Ayurveda is the ancient Indian medical system,
about 2500 years old. It was written in Sanskrit. It
is mainly available in the form of three major treatises—
Caraka Samhita, a book on medicine, Suéruta Samhita,
a book on surgery and Vagbhat Samhita, a mixed and
later work. Many other concise treatises and monograms
were written later.
Ancient Indian Surgery series in-12 volumes (10 volumes of the text and 2 supplementary volumes on drugs
and synopsis) of more than 5000 pages is the only
authentic, scientific, research oriented, English syntax
interpretation of Susruta Sarhhita. The collaborative
work has been carried out by the surgeons, physicians
and scholars, mostly from the Institute of Medical
Sciences (both modern and Ayurvedic wings ),
Banaras Hindu University, Varanasi, India during the
last 14 years.
What is Ophthalmic and Otorhinolaryngological
Considerations in Ancient Indian Surgery?
Susruta Samhita consists of six cantos. The last
one, Uttara-tantra, deals in its first third (26 chapters)
with Salakya-tantra or the diseases of the eye, ear, nose
and throat and the head ; these form the basis of Ophthalmological and Otorhinolaryngological Considerations
in Ancient Indian Surgery.
What is the pattern of this book?
The book comprises of three sections—an initial introductory portion, main text in the middle and index
of this book plus a list of all 186 chapters of Susruta
Samhita along with their availability in the Ancient
Indian Surgery series at the end each volume is a complete book in itself and is available separately as well
as a part of the whole set.
The main text consists of the 26 chapters of Salakya-
tantra. The INTRODUCTION contains a 4 line GIST
of all the chapters and their page numbers enabling the
reader to pick out the topic of interest. Each chapter
then gives a SUMMARY in the beginning, outlining
the salient points dealt with therein, along with the
verse/stanza number concerned; each verse/stanza has
been given an appropriate HEADING in the text
followed by the ORIGINAL SANSKRIT in Devanagari script and its ENGLISH SYNTAX TRANSLA-
TION, ‘ready on the plate’, so that it will not take more
than 5 minutes for .a reader to find out the exact reference being looked for even if one is not conversant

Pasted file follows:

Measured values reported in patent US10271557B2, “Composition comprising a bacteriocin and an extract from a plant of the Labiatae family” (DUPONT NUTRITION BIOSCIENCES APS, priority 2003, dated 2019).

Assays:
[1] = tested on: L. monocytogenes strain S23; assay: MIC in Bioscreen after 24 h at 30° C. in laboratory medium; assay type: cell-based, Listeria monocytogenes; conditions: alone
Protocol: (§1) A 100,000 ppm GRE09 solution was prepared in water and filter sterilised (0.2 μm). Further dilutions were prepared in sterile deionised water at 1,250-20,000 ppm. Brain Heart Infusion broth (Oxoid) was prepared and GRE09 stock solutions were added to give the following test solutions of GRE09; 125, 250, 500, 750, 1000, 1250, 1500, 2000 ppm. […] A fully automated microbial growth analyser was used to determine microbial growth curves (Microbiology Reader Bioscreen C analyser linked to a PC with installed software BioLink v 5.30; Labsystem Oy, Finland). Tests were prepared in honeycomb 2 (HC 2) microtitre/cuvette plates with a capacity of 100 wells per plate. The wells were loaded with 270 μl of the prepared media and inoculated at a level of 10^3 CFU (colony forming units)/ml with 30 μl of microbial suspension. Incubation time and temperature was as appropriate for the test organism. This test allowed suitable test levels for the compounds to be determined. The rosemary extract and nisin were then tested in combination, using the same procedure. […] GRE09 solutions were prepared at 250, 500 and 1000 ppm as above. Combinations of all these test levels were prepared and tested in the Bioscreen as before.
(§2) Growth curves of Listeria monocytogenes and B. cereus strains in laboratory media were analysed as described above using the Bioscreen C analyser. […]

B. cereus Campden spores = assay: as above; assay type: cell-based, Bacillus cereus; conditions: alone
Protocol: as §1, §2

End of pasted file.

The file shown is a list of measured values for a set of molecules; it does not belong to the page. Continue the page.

with Sanskrit. FOOT NOTES have been given only
where considered essential. Each chapter in the end
contains a list of SUGGESTED RESEARCH
PROBLEMS the basis of which is given as the reference
number of the verse/stanza concerned.
Medicine had its beginning in mystery and superstitions in ‘she dark backyard and abysm of time’. The
mystery, the magic and the medicine were one and the
same. Medicine was first a religion, then it became a
The Pre-Vedie Age
When we look back into the diamond distant past
we see the primitive man terrified by the world around
him and ascribing diseases as well as his other misfortunes to supernatural malevolent forces and to the
influence of spirits to be placated by sacrifice. It was
the age of wizard doctor, the medicine man, the fetish
and talisman, an age which has perhaps even yet not entirely passed away. As a matter of fact the medicine
man represents the oldest professional class of which
we have record. The oldest surgical operation of
which we have evidence is trephining which consisted in opening the skull with a sharp stone instrument
with the object of letting out the evil spirit.
The Vedic Age
When we trace back to the Vedic age (8000 B. C.)
where we see the first dawn of Aryan civilization, we
find in Rigveda, the oldest and the first treatise of the
world, there is a mention of the revival of the lost eye.
The Creation of Ayurvedic Samhitas
After Upanisada age, the third important period
belongs to the glorious age of Samhitas. We see that it
was the real age of organisation, shaping, creation, preservation and particularly specification of Ayurveda as
a separate branch. In this age this great science was
specified into its different sections namely, Surgery
(Salya) and Medicine (Kayacikitsa), etc. Susruta Samhita, the treatise of Surgery, and Caraka Samhita, the
treatise of Medicine are the two greatest contributions
of this age available today more or less in complete
forms after having gone through their two or three
redactions. These are the two of the three chief constituents of the greater triad, the Brhattrayi.
**Contents and Sample Pages**
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